History at the Dinner Table

Venue details
The Goods Yard, Glebe Street
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  • Visiting information
  • Open 10am-5pm Wednesday-Sunday (last admission 4pm)
    Closed to the public Monday and Tuesday
Additional information

The festival is closed to the public Mondays and Tuesdays.

Please note, last admission is at 4pm.

About History at the Dinner Table

As a little girl growing up on the island of Jamaica, Jaqueline Bishop’s grandmother had a large mahogany cabinet where she kept some of her most prized possessions: her bone china crockery. These delicate pieces were painted with bright, cheerful images of palaces and carriages and were only used on special occasions.  

As beautiful as these china dishes were, they often hid a violent history of slavery and colonialism by European countries. In ‘History at the Dinner Table’, Jaqueline changes the story by showing the legacy of slavery on the dishes instead. Despite their violent history, Bishop is also seduced and charmed by the delicacy and beauty of bone chinaware and she has sought to produce dishes equally as beautiful as the ones made by major European centers of bone china production. The work is exhibited in mahogany cabinets as mahogany was once a major luxury import from Jamaica to England.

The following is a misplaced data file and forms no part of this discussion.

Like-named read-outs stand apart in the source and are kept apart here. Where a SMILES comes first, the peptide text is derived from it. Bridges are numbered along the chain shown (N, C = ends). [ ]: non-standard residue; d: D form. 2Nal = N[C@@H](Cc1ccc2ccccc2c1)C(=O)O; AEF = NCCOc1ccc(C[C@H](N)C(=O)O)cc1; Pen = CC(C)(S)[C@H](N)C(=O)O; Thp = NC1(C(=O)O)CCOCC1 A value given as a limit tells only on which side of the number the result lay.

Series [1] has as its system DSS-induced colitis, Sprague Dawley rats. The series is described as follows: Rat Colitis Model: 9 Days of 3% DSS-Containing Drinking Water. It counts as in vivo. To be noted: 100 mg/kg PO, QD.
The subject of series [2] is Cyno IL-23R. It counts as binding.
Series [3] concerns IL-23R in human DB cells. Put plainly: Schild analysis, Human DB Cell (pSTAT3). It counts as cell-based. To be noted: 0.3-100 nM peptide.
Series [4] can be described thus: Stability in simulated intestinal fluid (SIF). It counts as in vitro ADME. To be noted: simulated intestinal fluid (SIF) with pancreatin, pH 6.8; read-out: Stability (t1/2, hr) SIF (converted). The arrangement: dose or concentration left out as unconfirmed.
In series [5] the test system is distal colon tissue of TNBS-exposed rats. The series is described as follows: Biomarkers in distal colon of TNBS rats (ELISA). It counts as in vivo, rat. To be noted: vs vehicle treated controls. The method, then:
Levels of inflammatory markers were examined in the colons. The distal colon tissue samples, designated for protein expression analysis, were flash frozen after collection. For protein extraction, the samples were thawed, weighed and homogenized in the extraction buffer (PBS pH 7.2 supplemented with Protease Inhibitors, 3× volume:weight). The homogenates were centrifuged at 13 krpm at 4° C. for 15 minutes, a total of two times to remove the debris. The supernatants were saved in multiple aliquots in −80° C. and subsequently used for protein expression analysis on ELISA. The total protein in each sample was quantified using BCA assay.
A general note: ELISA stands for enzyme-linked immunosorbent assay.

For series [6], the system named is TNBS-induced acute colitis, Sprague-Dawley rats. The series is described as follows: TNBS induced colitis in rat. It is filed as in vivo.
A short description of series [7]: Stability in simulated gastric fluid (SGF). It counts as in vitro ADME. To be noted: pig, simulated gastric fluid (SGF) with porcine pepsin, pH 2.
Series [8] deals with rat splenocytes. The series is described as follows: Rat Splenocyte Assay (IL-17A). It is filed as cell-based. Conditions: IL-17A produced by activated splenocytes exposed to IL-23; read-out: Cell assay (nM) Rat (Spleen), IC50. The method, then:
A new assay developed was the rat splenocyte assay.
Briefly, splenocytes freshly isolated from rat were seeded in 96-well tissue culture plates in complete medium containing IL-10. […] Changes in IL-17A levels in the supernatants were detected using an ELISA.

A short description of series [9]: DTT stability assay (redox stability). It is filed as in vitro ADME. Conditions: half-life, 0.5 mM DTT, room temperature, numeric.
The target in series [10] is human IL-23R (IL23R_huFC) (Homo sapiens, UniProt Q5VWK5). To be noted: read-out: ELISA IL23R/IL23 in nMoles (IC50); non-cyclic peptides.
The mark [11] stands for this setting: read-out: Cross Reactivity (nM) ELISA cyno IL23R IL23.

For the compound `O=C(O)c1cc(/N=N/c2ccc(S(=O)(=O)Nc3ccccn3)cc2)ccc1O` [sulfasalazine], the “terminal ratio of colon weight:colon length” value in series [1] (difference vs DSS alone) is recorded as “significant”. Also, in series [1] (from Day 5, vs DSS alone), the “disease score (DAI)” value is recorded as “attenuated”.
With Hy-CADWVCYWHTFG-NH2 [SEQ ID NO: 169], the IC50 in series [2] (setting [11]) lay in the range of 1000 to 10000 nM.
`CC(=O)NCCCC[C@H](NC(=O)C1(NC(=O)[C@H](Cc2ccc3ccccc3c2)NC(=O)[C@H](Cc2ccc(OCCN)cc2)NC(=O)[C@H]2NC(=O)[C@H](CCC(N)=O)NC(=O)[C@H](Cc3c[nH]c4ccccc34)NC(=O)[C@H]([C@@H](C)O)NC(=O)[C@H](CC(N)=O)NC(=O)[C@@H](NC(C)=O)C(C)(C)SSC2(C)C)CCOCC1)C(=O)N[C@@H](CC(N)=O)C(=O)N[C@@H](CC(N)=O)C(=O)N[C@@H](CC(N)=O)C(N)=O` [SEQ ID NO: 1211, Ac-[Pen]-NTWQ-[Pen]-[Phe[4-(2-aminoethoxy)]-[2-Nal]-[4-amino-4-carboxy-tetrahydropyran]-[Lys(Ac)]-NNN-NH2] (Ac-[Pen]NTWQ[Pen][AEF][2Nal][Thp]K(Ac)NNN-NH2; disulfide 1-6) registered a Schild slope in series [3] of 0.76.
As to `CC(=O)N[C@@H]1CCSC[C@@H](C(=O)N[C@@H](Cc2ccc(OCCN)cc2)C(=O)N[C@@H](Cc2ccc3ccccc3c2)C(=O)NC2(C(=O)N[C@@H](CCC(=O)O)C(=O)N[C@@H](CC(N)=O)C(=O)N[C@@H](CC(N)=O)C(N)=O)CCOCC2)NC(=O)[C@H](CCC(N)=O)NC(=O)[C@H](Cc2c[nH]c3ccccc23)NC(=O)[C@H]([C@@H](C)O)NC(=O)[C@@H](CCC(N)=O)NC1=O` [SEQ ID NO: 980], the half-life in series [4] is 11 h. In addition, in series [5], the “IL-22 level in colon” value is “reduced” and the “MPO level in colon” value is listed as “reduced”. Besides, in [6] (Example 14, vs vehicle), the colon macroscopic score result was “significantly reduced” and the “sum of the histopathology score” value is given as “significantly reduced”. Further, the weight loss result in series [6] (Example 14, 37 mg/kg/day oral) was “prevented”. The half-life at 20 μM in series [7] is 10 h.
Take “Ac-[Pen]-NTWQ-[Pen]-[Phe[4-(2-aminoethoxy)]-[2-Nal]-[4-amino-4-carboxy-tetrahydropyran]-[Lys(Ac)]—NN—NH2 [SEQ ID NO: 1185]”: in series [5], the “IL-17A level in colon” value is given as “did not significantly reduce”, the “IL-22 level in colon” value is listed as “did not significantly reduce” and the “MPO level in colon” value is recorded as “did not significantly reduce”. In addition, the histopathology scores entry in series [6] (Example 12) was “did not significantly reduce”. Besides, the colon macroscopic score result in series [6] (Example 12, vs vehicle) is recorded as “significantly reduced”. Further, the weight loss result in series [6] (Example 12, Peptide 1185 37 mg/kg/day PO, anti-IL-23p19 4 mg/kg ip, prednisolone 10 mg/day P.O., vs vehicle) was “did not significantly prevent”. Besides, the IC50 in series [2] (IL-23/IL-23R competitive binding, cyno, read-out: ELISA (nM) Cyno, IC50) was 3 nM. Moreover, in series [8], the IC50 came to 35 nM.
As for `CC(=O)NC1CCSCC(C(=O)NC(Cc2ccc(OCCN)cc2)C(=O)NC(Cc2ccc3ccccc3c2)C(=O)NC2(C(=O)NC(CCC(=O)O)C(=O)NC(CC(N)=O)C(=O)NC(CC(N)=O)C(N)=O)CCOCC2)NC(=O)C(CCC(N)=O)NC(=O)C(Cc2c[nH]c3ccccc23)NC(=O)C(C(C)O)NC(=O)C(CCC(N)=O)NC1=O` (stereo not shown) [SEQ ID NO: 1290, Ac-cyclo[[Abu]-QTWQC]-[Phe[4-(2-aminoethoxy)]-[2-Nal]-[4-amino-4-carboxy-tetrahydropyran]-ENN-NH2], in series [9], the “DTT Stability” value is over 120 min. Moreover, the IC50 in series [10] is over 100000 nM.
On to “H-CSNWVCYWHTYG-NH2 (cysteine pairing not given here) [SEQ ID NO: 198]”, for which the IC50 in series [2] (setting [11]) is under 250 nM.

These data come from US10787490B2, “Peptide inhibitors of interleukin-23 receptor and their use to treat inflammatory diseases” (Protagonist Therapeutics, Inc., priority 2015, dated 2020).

Exhibiting Artist

Jaqueline Bishop

Jaqueline Bishop website link. 



Ellie Dobbs

Ellie Dobbs website link.


Supported By

This exhibition is commissioned by SETSPACE and funded by Arts Council England.